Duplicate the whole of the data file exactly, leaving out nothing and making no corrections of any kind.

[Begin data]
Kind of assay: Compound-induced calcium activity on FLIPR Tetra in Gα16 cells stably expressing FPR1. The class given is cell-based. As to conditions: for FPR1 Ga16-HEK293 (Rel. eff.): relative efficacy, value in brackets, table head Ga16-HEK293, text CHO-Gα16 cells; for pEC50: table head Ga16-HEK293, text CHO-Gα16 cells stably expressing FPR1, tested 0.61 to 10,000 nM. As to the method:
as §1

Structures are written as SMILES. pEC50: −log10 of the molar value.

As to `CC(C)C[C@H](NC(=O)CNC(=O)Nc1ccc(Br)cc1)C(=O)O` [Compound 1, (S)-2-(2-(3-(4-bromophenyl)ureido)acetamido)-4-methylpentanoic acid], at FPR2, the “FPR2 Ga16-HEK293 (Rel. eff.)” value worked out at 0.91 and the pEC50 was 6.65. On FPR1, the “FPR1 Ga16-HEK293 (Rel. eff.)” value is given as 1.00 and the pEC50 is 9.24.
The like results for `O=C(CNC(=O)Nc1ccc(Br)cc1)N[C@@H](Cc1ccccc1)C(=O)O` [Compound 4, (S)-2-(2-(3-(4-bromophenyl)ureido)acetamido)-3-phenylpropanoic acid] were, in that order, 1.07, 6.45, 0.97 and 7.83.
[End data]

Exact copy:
Kind of assay: Compound-induced calcium activity on FLIPR Tetra in Gα16 cells stably expressing FPR1. The class given is cell-based. As to conditions: for FPR1 Ga16-HEK293 (Rel. eff.): relative efficacy, value in brackets, table head Ga16-HEK293, text CHO-Gα16 cells; for pEC50: table head Ga16-HEK293, text CHO-Gα16 cells stably expressing FPR1, tested 0.61 to 10,000 nM. As to the method:
as §1

Structures are written as SMILES. pEC50: −log10 of the molar value.

As to `CC(C)C[C@H](NC(=O)CNC(=O)Nc1ccc(Br)cc1)C(=O)O` [Compound 1, (S)-2-(2-(3-(4-bromophenyl)ureido)acetamido)-4-methylpentanoic acid], at FPR2, the “FPR2 Ga16-HEK293 (Rel. eff.)” value worked out at 0.91 and the pEC50 was 6.65. On FPR1, the “FPR1 Ga16-HEK293 (Rel. eff.)” value is given as 1.00 and the pEC50 is 9.24.
The like results for `O=C(CNC(=O)Nc1ccc(Br)cc1)N[C@@H](Cc1ccccc1)C(=O)O` [Compound 4, (S)-2-(2-(3-(4-bromophenyl)ureido)acetamido)-3-phenylpropanoic acid] were, in that order, 1.07, 6.45, 0.97 and 7.83.